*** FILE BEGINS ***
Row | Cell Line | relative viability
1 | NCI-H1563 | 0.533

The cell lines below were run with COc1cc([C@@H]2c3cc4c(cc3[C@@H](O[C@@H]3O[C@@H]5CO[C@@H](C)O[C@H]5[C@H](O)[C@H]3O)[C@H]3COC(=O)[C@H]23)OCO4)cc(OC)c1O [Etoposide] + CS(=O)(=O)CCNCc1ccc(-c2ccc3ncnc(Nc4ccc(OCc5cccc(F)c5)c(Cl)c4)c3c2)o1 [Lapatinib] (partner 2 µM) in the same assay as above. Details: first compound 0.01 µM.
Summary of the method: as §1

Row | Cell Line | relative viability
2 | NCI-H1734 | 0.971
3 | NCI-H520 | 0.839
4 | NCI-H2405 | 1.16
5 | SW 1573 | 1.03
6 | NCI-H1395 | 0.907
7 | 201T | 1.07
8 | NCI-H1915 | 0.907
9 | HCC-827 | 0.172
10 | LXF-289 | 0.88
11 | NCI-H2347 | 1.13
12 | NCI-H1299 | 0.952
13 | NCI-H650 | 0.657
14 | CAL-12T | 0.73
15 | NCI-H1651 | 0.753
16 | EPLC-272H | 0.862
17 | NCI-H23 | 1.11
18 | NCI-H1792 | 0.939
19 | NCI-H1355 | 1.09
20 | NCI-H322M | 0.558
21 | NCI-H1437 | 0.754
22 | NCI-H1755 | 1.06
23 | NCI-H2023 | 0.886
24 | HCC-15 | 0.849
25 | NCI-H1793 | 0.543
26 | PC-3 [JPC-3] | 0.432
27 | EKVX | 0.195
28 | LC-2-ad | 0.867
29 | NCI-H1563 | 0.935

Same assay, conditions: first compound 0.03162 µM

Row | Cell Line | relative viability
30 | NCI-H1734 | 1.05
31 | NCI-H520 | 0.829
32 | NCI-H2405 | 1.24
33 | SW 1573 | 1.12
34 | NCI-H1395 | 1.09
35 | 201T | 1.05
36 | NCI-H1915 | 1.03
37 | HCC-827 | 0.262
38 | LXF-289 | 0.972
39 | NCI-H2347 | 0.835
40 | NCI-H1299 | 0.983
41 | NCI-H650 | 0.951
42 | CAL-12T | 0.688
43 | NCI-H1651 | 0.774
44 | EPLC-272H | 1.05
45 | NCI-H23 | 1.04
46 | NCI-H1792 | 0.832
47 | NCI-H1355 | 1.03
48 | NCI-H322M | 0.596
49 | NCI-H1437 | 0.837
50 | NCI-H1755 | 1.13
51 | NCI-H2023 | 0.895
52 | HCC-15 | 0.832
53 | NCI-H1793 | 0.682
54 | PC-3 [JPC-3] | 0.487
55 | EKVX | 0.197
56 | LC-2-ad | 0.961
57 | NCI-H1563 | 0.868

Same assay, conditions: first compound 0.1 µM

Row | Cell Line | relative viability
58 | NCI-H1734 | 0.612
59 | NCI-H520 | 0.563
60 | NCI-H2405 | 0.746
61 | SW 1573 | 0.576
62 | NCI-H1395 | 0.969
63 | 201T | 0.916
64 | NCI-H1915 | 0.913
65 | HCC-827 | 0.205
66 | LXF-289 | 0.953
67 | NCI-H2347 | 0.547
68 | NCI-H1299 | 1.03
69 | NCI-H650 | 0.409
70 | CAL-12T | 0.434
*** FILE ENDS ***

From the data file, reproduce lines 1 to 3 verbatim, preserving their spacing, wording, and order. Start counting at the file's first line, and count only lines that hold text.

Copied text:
Row | Cell Line | relative viability
1 | NCI-H1563 | 0.533

The cell lines below were run with COc1cc([C@@H]2c3cc4c(cc3[C@@H](O[C@@H]3O[C@@H]5CO[C@@H](C)O[C@H]5[C@H](O)[C@H]3O)[C@H]3COC(=O)[C@H]23)OCO4)cc(OC)c1O [Etoposide] + CS(=O)(=O)CCNCc1ccc(-c2ccc3ncnc(Nc4ccc(OCc5cccc(F)c5)c(Cl)c4)c3c2)o1 [Lapatinib] (partner 2 µM) in the same assay as above. Details: first compound 0.01 µM.